1909 The Lancet  
SENIOR SURGEON TO THE LONDON HOSPITAL. GENTLEMEN,-I have taken up this question to-day for two reasons. The first is that in my opinion it is the most important question in the treatment of acute inflammation of the appendix that still remains unsettled. Everyone who has seen a large number of cases agrees now that the sooner an appendix which may be on the verge of giving way or of becoming gangrenous is removed the better it is for the patient. Everyone, too, agrees that, in the later stages
more » ... n the later stages of the disease, when the acute attack is subsiding and the condition of the patient improving iu every respect it is advisable and safe to wait. But everyone does not agree as to what should be done in the intermediate stage of an acute attack, when the patient is seen by the surgeon for the first time between the third and the sixth day after the onset of the acute symptoms, at a time when the septic inflammation has already spread widely into the general peritoneal cavity, and there is no indication whether it is going to stop or to spread more and more widely. These are the cases that furnish the highest rate of mortality after operation, a rate so high that some have advocated not operating upon them at all, and this is one reason why I wish to deal with them to-day. My other reason is that we have had of late an unprecedented series of acute cases, even for the London Hospital, and that a large proportion of them have reached this stage before they applied for admission. Of course, the stage of which I am speaking is not marked off by any definite symptoms from that which precedes or that which follows it. In an attack which is fairly acute it extends, roughly speaking, from the end of the second day to the sixth or seventh, but it is influenced by many things. In children, for instance, it begins much earlier than it does in adults. It may begin in them within the first few hours. Then it is influenced, perhaps more than you would think, by the anatomical position of the appendix, whether, for example, it lies behind and to the outer side of the cascum and colon, or hangs free in the peritoneal cavity ; and, of course, it is influenced by the intensity of the inflammation and the virulence of the organisms that are causing it. Exact definition, therefore, is out of the question, but, roughly speaking, the third to the sixth day may be looked upon as its limits. A very large proportion of the acute cases that come to the hospital are seen by the surgeon for the first time after they have already entered upon this stage, and I am sorry to say not a few of those which occur in private. No matter what the actual number of hours may be, the clinical symptoms are usually so definite that there is no difficulty in recognising this stage when it is reached. The attitude and the aspect are characteristic. The patient lies upon the back with the knees drawn up. The eyes are ringed with black circles. The cheeks are sunken. The lips are dry and the tongue, unless there has been recent vomiting, is dry and already brown. The respiration is entirely costal. The whole abdomen is distended, hard, rigid, and motionless. The muscles are too tense and the walls too sensitive for you to be able to distinguish anything by pressure; but on light percussion the note is distinctly flatter in the right iliac region than it is elsewhere. The pulse is quick and rapid, usually over 100 to the minute. Exceptionally, in two or three instances, I have found it quite slow and fairly soft. The temperature is raised two or three degrees. Rectal examination, which should never be neglected, reveals a certain degree of fulness and tenderness, especially upon the right side. In many instances the rectal temperature is one or even two degrees higher than it is in, the mouth, so high that the difference can be appreciated even without a thermometer. Such, gentlemen, leaving out all detail, is in brief the description of the condition of the patient. It means, of course, as is patent to you all, septic peritonitis spreading from the right iliac fossa and becoming generalised. The appendix, the source of all the trouble, is either gangrenous, or has given way, allowing the liquid contents of the bowel, with perhaps a fascal concretion, to escape into the surrounding tissue. The actual position which it occupies, and the route along which the inflammation is extending, are not known, but occasionally there is an indication of some value. An exceptionally tender spot, for instance, in the lumbar region, just over the crest of the ilium, means that the cellular tissue behind the colon is involved, and that the inflammation is tracking upwards along the posterior abdominal wall. If there is great tenderness on rectal examination, especially if it is high up, or more marked upon the right side than the left ; or if there is pain on emptying the bladder with, at the same time, increased frequency of micturition, it is probable that the appendix is lying on, or over, the brim of the pelvis. If, as in many of these cases, the attack is very acute and sudden, and the whole abdomen becomes involved almost at the same time, probably the appendix is lying on the inner side of the caecum and has ruptured into the general peritoneal cavity ; and this is rendered more likely if the left side of the abdomen rapidly becomes as tender and painful as the right. But at the best all of these are only probabilities. If there is an operation they indicate to some extent where and how drainage is to be carried out. They help but little in determining whether an operation should be performed or not, and that is the point to which I wish to direct your attention to-day.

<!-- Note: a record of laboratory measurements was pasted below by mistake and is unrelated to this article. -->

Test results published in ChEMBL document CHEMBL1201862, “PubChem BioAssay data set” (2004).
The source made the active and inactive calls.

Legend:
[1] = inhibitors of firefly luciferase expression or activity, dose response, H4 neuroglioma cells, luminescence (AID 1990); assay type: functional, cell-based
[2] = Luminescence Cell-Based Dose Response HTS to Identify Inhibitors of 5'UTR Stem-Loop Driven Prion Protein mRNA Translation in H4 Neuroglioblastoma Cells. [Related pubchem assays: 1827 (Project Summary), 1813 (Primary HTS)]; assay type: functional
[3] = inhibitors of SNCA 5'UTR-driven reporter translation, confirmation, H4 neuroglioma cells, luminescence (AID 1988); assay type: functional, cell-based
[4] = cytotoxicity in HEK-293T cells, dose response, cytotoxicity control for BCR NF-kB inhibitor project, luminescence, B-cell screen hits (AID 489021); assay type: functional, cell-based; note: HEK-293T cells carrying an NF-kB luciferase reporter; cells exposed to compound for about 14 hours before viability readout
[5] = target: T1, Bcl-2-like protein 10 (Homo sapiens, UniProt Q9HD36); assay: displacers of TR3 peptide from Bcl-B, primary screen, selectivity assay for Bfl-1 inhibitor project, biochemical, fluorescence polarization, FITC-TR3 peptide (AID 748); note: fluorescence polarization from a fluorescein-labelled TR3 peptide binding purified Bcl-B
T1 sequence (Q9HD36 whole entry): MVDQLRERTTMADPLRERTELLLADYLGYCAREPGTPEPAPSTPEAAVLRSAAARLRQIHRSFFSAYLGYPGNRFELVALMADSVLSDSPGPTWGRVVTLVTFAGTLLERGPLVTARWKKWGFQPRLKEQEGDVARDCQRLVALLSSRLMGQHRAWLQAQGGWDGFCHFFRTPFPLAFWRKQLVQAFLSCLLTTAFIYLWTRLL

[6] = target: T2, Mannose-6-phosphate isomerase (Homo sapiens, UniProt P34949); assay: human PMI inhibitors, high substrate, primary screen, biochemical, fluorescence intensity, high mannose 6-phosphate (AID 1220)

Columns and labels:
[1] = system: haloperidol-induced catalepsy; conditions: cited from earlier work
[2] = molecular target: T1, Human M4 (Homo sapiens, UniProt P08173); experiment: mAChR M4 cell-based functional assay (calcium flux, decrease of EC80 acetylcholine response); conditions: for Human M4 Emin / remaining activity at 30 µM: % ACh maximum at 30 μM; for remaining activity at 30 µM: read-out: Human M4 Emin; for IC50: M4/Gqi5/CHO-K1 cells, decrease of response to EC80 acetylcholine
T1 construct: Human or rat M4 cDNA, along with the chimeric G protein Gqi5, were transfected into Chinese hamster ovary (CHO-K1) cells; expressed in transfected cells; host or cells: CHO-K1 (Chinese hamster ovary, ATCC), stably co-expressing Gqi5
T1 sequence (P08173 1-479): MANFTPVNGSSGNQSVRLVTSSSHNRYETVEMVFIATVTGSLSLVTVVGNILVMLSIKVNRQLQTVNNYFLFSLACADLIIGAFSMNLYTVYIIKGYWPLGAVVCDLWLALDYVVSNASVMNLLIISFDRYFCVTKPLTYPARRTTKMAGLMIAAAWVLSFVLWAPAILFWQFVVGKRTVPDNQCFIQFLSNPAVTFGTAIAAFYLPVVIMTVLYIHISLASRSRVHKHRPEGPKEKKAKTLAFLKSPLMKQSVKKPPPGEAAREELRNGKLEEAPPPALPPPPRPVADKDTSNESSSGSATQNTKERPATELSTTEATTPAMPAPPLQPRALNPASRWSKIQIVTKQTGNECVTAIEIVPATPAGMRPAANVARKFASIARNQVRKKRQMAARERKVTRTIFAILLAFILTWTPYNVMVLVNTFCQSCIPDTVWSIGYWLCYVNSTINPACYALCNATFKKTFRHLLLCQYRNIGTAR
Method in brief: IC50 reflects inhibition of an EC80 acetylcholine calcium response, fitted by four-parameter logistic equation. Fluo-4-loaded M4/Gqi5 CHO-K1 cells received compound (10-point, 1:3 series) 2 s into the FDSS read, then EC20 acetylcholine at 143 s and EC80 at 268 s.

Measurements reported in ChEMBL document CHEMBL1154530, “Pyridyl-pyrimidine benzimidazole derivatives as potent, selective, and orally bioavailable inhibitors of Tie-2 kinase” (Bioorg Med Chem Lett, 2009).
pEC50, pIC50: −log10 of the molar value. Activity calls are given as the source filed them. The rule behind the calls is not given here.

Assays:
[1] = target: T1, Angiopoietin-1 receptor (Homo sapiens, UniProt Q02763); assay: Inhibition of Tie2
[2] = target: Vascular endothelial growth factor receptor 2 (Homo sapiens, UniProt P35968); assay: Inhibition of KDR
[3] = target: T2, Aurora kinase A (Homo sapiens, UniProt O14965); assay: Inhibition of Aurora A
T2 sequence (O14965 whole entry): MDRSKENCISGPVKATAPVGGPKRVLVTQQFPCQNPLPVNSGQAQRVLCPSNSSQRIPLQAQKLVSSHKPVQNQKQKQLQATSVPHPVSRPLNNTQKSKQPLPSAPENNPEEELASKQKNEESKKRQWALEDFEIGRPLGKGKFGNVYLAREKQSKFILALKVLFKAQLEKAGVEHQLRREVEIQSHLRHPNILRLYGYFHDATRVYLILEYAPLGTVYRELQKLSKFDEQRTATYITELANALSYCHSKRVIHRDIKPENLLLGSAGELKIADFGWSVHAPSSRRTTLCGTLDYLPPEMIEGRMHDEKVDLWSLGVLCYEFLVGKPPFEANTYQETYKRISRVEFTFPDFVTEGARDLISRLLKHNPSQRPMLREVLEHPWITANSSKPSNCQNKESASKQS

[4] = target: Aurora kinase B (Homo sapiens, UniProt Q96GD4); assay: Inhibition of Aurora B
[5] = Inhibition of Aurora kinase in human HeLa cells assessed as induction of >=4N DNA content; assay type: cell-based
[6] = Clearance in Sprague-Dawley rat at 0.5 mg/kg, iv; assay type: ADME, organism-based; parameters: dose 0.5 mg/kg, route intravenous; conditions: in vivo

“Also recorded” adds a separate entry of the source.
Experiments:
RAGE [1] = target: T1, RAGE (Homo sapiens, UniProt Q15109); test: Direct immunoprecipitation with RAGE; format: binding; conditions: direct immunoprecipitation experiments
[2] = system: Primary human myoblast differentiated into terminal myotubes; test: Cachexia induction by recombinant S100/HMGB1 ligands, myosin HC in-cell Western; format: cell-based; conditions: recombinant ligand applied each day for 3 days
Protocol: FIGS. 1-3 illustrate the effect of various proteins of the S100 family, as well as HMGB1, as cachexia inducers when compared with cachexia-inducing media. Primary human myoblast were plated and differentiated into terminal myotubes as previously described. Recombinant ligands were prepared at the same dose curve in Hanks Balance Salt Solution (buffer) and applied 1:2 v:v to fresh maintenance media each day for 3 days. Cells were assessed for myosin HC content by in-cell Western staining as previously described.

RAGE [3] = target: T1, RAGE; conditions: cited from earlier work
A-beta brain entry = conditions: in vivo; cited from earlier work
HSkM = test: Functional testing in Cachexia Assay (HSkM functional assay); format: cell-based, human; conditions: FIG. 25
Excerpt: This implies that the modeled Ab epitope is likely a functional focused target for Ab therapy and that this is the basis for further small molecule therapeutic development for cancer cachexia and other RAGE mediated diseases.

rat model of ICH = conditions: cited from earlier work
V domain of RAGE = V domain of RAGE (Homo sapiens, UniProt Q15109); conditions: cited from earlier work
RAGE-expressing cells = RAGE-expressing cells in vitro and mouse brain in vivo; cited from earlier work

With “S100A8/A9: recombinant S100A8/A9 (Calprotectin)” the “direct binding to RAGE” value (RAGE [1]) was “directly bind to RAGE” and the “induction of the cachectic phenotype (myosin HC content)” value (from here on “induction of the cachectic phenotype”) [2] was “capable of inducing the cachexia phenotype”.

doi:10.1016/s0140-6736(01)61945-7 fatcat:imclp64d7bhulmza2uofchhbsy